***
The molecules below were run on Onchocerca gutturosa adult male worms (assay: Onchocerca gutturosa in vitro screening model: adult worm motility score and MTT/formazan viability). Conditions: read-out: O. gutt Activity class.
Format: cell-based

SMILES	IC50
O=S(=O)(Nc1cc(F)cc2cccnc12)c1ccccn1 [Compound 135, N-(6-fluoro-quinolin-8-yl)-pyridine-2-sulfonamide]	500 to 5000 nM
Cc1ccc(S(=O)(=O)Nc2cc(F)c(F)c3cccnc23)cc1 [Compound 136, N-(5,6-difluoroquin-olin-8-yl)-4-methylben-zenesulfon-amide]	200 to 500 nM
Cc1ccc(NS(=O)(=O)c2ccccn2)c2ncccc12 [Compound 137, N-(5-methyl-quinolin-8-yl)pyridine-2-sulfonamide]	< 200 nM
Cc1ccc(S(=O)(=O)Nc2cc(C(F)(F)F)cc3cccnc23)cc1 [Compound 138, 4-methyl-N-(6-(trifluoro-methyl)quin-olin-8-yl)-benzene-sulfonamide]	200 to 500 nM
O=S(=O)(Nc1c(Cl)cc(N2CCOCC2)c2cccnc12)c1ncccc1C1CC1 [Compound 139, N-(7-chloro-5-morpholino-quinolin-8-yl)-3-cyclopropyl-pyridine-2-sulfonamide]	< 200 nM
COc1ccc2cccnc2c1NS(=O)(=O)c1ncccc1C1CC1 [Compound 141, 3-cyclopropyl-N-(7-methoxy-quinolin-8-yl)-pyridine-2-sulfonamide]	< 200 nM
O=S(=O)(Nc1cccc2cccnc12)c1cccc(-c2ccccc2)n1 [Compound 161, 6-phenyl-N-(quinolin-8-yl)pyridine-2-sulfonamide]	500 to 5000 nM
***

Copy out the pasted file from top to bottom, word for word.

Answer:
The molecules below were run on Onchocerca gutturosa adult male worms (assay: Onchocerca gutturosa in vitro screening model: adult worm motility score and MTT/formazan viability). Conditions: read-out: O. gutt Activity class.
Format: cell-based

SMILES	IC50
O=S(=O)(Nc1cc(F)cc2cccnc12)c1ccccn1 [Compound 135, N-(6-fluoro-quinolin-8-yl)-pyridine-2-sulfonamide]	500 to 5000 nM
Cc1ccc(S(=O)(=O)Nc2cc(F)c(F)c3cccnc23)cc1 [Compound 136, N-(5,6-difluoroquin-olin-8-yl)-4-methylben-zenesulfon-amide]	200 to 500 nM
Cc1ccc(NS(=O)(=O)c2ccccn2)c2ncccc12 [Compound 137, N-(5-methyl-quinolin-8-yl)pyridine-2-sulfonamide]	< 200 nM
Cc1ccc(S(=O)(=O)Nc2cc(C(F)(F)F)cc3cccnc23)cc1 [Compound 138, 4-methyl-N-(6-(trifluoro-methyl)quin-olin-8-yl)-benzene-sulfonamide]	200 to 500 nM
O=S(=O)(Nc1c(Cl)cc(N2CCOCC2)c2cccnc12)c1ncccc1C1CC1 [Compound 139, N-(7-chloro-5-morpholino-quinolin-8-yl)-3-cyclopropyl-pyridine-2-sulfonamide]	< 200 nM
COc1ccc2cccnc2c1NS(=O)(=O)c1ncccc1C1CC1 [Compound 141, 3-cyclopropyl-N-(7-methoxy-quinolin-8-yl)-pyridine-2-sulfonamide]	< 200 nM
O=S(=O)(Nc1cccc2cccnc12)c1cccc(-c2ccccc2)n1 [Compound 161, 6-phenyl-N-(quinolin-8-yl)pyridine-2-sulfonamide]	500 to 5000 nM